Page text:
A Foodie's Guide to Athens

A Foodie's Guide to Athens

Anyone who grew up listening to music in the 80s and 90s has probably heard of Athens, Georgia.  Home to famous groups like R.E.M., Widespread Panic, the Indigo Girls, the B-52s and so many more - It has been a music hot spot for years.  

Beyond the music, if Asheville had a drunken sister city it would be Athens.  Where Asheville holds the title of most breweries per capita, Athens is proud to hold the title of most bars per capita - with over 80 in a one mile stretch.  Athens also boasts a tremendous number of local restaurants serving up locally sourced food and if there’s one person who can eat their way through this town, it’s me.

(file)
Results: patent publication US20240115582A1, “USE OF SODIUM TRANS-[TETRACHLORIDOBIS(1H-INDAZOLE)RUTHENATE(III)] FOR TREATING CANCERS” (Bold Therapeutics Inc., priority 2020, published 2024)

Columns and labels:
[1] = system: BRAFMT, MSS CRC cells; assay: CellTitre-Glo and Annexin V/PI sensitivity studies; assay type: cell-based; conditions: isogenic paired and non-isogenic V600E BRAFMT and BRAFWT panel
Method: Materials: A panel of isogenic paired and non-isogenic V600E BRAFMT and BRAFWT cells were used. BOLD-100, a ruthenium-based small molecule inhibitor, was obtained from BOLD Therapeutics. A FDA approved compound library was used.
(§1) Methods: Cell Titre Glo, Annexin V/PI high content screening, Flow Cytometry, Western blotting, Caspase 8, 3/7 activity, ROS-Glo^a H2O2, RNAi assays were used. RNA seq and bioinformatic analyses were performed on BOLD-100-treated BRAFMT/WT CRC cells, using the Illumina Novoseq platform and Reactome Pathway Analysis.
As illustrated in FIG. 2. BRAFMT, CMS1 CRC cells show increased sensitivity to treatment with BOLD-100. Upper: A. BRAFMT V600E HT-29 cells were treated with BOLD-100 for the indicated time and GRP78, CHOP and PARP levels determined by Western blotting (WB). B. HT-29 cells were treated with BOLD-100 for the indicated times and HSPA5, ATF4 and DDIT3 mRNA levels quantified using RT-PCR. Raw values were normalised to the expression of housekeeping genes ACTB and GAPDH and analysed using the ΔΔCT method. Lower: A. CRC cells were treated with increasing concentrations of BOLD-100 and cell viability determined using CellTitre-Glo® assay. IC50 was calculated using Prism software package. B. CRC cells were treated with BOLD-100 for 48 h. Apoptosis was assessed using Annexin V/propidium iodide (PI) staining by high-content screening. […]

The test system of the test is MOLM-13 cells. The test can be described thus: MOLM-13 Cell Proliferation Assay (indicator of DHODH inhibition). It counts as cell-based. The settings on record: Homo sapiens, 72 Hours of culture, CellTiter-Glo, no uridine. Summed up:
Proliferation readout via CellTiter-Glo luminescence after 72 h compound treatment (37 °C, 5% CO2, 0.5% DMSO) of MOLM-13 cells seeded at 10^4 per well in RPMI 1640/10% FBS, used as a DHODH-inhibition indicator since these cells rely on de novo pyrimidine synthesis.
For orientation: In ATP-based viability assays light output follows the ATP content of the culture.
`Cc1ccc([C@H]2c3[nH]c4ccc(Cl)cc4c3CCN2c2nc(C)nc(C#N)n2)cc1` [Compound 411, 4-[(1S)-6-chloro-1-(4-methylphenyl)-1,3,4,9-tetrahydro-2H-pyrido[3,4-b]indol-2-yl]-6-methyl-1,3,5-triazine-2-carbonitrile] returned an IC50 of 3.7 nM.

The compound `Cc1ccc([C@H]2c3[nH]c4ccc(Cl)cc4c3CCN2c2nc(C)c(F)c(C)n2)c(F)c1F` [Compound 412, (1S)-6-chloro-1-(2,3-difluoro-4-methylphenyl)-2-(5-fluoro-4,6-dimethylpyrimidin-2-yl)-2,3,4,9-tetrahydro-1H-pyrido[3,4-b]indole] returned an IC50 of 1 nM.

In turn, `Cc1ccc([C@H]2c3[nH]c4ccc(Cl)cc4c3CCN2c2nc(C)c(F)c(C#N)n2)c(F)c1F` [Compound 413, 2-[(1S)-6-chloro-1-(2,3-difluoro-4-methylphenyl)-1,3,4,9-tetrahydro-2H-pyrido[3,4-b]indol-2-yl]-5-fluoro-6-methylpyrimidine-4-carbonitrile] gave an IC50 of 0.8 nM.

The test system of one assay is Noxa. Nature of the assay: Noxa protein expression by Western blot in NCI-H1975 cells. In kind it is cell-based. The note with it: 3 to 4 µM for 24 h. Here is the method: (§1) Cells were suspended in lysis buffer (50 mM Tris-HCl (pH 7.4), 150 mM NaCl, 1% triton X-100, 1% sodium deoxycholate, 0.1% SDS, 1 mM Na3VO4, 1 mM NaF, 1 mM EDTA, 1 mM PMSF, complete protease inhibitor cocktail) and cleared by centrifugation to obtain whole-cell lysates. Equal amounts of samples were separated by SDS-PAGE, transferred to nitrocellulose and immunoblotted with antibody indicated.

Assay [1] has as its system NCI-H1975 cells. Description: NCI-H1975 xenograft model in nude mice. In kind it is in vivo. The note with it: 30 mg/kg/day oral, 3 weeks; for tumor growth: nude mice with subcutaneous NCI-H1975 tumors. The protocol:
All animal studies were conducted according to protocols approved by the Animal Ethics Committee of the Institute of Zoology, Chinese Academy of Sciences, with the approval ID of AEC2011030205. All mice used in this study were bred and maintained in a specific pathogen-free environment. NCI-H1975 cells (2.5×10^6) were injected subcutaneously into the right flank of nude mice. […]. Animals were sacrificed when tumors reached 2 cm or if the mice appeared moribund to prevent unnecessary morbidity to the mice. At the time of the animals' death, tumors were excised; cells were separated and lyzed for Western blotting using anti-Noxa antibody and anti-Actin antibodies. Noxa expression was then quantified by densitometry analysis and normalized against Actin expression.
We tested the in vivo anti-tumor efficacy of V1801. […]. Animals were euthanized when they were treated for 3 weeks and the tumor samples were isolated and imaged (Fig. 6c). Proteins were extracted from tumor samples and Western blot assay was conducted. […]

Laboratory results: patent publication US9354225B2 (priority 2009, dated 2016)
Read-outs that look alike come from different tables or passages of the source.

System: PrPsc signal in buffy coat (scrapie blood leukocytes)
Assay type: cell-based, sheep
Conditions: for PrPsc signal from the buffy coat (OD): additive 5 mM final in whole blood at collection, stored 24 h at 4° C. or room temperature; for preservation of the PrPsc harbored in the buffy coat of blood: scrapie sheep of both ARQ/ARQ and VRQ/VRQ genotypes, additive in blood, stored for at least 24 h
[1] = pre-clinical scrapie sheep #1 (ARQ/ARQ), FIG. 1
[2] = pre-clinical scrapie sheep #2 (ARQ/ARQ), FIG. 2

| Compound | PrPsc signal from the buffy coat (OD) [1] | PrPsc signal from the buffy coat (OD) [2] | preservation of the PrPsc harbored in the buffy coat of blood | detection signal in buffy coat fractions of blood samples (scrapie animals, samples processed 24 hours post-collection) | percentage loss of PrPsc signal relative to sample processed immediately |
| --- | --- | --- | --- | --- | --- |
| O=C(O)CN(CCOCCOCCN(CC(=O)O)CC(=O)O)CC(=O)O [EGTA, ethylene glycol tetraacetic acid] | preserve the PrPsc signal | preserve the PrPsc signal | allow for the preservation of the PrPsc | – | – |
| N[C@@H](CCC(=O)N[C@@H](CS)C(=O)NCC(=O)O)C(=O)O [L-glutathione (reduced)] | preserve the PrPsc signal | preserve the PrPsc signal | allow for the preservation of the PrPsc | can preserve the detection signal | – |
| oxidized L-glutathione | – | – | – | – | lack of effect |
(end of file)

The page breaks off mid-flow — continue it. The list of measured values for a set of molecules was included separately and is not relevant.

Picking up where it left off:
1 PM I arrive in Athens, hungry for some lunch.  Having done some research, I already know there is no shortage of good food in this town.  A friend has recommended Pulaski Heights BBQ, so that’s my first stop.  They are located in the Leathers Building, a repurposed manufacturing facility that runs parallel to the train tracks.  I’m immediately thrilled to find they have kept the character of the original building, with exposed brick and large windows plus a patio overlooking the tracks.  After reviewing the menu, I find they not only have BBQ, but also tacos and ramen - a strange combo to be sure.  I decide to stick with the namesake and order a half rack of ribs.  For my sides, I select collards and the house smoked cauliflower, something I’ve never had.  While waiting for my food, I take a look around.  It’s a small place with a loft upstairs that provides a view of the train tracks and the Oconee greenway.  By the time my food arrives, my stomach is grumbling.  I can’t decide what to eat first.  The ribs are good and so are the collards.  I’m excited to try the cauliflower, but it’s a bit of a disappointment.  Overall, I would definitely eat here again though - and so would my table neighbor, who says he’s here every week!